Cletis Richards, of Carthage, is the District 5 director of the Missouri Trapper Association and serves 15 counties.

“There are nine districts that make up the trapper association and I love working for them,” said Richards. 

Richards has been trapping since 1969 and is retired from working in the plumbing business for 25 years.

“The whole purpose of the trapper association is to train people and come together for a defense of trapping,” said Richards.

The Missouri trapping laws are fairly extensive when it comes to rules and regulations of what can be trapped, he said.

“The two animals that you cannot trap in Missouri are wild weasels and spotted skunk,” said Richards.

The most commonly caught animals are raccoons and coyotes.

Richards does most of his trapping starting at Ritchie and going down to Shoal Creek.

“My favorite place to trap is Kansas, but I trap in several different places,” said Richards.

The whole process of trapping an animal is something that, according to Richards, not a lot of people know about.

“A lot of people don’t actually know what goes on, such as you don’t trap to kill. You’re only restraining the animal from getting away,” said Richards.

Missouri has put several laws in place that protect pets from getting killed in the trap.

“In addition to the laws being protective over pets, Missouri also rules that trappers have to release females who are pregnant or raising babies,” said Richards.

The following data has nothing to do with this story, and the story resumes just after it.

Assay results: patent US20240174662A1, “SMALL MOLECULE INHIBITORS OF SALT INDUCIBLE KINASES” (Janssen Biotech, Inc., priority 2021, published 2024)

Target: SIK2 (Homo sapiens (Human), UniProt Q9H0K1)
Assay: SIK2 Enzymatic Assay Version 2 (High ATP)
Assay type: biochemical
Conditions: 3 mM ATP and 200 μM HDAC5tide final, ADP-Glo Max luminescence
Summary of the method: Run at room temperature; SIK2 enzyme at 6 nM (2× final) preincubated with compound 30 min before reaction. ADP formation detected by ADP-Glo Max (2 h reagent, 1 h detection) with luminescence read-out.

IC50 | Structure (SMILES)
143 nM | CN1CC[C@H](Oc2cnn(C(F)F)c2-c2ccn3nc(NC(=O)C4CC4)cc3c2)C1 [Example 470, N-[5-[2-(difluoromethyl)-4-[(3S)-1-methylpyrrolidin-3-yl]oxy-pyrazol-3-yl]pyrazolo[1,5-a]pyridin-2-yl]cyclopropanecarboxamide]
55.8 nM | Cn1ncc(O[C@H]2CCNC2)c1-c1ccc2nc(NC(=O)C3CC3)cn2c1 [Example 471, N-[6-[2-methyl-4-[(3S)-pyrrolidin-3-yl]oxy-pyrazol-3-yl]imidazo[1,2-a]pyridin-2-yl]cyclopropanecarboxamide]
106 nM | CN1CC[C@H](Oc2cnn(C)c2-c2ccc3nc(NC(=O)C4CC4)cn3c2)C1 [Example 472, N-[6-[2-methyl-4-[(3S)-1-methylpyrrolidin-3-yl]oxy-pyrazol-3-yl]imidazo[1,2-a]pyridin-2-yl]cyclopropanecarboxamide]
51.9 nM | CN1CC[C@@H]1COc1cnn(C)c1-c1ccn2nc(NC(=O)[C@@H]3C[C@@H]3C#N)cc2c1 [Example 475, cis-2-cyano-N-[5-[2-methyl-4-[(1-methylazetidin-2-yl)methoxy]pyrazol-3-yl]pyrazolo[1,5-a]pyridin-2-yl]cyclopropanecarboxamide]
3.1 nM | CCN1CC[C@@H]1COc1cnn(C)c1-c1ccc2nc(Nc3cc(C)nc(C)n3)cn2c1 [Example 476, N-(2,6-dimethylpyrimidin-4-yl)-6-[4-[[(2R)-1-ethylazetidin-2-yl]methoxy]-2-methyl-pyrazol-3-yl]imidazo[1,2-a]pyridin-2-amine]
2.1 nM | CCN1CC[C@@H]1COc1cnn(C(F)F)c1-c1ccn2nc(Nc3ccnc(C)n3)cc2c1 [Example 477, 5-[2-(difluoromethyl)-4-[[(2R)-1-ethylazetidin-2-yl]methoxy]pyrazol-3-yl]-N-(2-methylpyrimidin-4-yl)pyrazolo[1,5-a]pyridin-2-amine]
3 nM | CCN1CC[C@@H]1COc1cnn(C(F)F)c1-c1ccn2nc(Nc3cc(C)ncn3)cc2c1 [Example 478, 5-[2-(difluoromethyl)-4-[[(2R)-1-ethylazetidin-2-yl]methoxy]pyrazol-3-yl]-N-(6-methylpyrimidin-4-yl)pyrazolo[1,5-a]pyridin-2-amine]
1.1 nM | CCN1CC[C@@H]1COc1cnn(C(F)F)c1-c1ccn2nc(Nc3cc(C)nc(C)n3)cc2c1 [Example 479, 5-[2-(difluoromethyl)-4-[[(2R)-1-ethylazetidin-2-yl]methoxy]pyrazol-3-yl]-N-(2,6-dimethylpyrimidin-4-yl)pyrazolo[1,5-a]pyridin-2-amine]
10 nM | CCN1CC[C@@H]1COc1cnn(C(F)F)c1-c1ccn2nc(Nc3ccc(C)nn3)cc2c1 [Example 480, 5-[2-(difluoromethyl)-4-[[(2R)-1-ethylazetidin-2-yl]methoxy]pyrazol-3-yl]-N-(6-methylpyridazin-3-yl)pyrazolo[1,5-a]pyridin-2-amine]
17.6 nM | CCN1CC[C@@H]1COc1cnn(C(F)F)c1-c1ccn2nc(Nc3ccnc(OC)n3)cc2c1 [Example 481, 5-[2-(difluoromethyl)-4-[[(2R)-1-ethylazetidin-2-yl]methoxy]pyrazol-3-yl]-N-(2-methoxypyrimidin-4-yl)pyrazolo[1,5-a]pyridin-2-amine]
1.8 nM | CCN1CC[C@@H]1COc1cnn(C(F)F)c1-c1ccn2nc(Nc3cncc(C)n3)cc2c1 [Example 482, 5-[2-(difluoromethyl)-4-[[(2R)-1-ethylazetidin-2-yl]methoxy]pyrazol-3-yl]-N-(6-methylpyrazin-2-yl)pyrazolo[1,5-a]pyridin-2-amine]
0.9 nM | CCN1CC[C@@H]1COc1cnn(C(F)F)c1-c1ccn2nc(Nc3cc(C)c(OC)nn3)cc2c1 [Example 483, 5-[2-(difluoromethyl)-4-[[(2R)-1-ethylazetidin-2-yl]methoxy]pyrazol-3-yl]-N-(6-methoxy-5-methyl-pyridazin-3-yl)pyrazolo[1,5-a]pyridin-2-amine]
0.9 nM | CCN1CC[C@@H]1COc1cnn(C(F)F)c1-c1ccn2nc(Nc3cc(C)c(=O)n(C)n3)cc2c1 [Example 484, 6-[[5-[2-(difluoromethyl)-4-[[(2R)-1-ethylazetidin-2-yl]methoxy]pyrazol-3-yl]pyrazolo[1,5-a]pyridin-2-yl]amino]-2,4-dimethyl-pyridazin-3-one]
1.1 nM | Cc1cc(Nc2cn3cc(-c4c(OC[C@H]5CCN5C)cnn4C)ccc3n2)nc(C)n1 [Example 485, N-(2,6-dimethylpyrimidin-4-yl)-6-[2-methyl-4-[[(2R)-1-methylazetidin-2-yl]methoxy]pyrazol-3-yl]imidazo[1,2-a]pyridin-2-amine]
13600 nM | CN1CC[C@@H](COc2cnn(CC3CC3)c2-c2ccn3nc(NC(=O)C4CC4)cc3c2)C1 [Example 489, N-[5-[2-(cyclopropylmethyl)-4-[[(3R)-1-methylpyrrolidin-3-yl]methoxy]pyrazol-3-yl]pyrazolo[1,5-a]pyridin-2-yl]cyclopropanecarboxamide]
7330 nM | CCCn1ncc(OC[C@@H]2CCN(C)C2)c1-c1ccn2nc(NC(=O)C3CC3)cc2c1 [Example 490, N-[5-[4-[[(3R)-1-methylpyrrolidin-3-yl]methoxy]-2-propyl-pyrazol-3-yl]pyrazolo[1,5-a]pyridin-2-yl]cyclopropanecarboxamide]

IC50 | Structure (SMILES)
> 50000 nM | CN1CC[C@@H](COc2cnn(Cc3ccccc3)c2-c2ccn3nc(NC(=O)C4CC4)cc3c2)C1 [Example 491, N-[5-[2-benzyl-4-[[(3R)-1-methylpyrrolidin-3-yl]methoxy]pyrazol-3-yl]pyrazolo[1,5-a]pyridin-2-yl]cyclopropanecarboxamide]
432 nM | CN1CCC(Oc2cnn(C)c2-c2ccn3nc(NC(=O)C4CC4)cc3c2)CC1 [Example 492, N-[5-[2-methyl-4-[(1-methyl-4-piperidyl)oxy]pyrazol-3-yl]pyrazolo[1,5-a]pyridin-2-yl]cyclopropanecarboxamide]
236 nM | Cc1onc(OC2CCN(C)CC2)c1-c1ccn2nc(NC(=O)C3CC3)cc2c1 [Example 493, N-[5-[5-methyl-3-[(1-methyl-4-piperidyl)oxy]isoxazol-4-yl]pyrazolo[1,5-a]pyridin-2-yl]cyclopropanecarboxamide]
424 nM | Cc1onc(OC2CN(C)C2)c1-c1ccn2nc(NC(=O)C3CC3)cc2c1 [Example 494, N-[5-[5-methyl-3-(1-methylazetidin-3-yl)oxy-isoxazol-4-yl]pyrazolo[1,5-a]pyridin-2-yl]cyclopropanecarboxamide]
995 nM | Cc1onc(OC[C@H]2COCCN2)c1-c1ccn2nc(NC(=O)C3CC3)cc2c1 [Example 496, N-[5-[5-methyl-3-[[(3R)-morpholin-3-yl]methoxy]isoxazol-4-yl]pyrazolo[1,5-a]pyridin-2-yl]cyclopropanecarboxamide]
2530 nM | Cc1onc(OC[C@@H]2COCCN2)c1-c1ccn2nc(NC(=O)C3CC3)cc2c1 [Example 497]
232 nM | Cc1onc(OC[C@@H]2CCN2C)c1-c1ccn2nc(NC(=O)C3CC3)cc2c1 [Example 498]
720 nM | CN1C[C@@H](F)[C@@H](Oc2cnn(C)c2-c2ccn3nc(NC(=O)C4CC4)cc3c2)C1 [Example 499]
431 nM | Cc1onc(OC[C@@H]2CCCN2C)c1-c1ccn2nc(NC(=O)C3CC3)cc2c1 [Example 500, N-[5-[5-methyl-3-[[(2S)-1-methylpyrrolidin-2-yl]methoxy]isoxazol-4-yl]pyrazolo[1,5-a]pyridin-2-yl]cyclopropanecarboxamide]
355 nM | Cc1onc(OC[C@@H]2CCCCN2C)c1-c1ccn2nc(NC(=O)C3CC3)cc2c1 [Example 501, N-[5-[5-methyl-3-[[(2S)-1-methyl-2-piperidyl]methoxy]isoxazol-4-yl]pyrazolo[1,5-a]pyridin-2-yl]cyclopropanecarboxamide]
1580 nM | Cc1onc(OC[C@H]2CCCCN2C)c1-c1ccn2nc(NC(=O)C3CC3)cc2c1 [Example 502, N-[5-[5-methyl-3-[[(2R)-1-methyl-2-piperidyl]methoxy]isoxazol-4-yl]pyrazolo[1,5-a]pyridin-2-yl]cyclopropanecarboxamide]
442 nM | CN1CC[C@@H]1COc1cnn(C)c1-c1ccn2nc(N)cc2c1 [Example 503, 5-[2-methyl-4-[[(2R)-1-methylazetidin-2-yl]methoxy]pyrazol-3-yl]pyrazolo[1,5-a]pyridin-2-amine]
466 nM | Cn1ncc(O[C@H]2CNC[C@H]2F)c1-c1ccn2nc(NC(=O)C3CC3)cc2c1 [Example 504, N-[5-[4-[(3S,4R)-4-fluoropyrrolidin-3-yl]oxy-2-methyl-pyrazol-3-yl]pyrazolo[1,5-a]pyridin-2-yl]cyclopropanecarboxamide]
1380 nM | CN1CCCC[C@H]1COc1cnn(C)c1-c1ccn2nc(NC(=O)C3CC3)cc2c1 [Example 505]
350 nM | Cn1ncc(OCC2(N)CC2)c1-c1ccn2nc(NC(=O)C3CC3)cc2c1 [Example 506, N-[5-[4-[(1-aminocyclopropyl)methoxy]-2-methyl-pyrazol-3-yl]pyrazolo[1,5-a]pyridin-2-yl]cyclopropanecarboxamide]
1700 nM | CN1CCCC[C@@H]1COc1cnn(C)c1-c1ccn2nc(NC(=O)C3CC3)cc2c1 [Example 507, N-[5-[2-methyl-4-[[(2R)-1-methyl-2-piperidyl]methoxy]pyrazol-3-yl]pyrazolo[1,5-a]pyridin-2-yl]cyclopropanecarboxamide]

The trapping laws are regulated by the Missouri Department of Conservation. Different traps are used for different animals. 

“The whole goal is not to break the skin, because that can ruin their coat,” said Richards.

Most trapping is done so the trapper can dispatch the animal and sell its fur.

“There are two international fur warehouses. One is North American Fur Auction and the other is Fur Harvesters of America,” said Richards.

Fur can be sold locally or to a larger buyer, he said, and there are trucks that drive on specific routes to pick up dried fur.

“In our process we skin, remove the excess, and air dry the fur. We do not put salt on them to help dry them,” said Richards.

Coyotes are mainly shot to be dispatched and bobcats can be put through a chokehold to be killed.

“Trapping is a great way to control wildlife population. Beaver, muskrat, and bobcat make great tableware and are edible,” said Richards.

There are also several conventions about trapping held annually for youth and adults throughout the country.

“This gives young people something to keep them constructive,” said Richards. “I have always had a love of wildlife and being outdoors. I appreciate what’s out there and I love educating others about it so they can, too.”

By Mattie Link


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